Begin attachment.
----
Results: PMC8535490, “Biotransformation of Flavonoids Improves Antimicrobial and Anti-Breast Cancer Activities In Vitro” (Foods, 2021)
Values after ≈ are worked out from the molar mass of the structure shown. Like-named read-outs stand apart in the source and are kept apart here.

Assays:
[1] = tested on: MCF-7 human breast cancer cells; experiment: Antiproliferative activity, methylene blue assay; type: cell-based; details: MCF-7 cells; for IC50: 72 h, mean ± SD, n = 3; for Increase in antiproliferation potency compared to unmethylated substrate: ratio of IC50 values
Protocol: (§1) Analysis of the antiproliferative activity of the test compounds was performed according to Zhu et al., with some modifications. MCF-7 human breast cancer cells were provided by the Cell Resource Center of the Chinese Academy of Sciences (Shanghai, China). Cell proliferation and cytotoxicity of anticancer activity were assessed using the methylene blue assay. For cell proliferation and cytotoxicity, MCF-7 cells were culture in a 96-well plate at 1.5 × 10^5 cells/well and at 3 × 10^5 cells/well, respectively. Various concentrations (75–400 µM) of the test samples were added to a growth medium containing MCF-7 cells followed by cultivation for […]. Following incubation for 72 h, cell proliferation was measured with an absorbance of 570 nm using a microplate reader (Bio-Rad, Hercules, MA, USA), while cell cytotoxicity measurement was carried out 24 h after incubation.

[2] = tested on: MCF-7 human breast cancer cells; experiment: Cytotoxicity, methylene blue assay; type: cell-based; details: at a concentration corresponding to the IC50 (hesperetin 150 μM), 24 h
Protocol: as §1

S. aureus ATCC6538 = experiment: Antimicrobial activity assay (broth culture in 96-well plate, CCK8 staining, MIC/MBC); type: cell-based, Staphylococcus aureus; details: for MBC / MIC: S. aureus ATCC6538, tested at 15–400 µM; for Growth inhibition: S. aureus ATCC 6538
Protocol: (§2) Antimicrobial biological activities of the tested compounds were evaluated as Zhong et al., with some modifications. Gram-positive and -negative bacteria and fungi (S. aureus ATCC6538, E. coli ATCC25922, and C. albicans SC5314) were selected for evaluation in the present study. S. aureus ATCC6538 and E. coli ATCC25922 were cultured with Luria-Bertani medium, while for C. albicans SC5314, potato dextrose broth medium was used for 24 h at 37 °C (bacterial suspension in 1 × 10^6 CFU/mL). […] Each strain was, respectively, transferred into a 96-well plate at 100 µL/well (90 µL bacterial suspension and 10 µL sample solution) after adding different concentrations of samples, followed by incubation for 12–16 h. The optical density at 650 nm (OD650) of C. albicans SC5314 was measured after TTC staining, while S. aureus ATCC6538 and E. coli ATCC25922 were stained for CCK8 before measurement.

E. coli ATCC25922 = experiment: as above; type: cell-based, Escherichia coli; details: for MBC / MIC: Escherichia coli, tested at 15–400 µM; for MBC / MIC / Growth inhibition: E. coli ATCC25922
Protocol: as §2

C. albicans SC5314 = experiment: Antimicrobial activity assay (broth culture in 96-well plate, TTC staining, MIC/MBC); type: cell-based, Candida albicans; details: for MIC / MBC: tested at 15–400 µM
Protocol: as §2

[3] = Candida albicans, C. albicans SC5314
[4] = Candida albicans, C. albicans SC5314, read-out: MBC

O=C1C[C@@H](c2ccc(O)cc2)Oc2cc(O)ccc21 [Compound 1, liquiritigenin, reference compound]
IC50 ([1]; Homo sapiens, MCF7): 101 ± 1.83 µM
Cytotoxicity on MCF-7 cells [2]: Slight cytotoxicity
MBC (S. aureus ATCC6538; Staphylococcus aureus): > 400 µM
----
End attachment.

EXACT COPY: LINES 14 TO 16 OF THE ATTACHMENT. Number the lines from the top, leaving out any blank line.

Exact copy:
[3] = Candida albicans, C. albicans SC5314
[4] = Candida albicans, C. albicans SC5314, read-out: MBC

O=C1C[C@@H](c2ccc(O)cc2)Oc2cc(O)ccc21 [Compound 1, liquiritigenin, reference compound]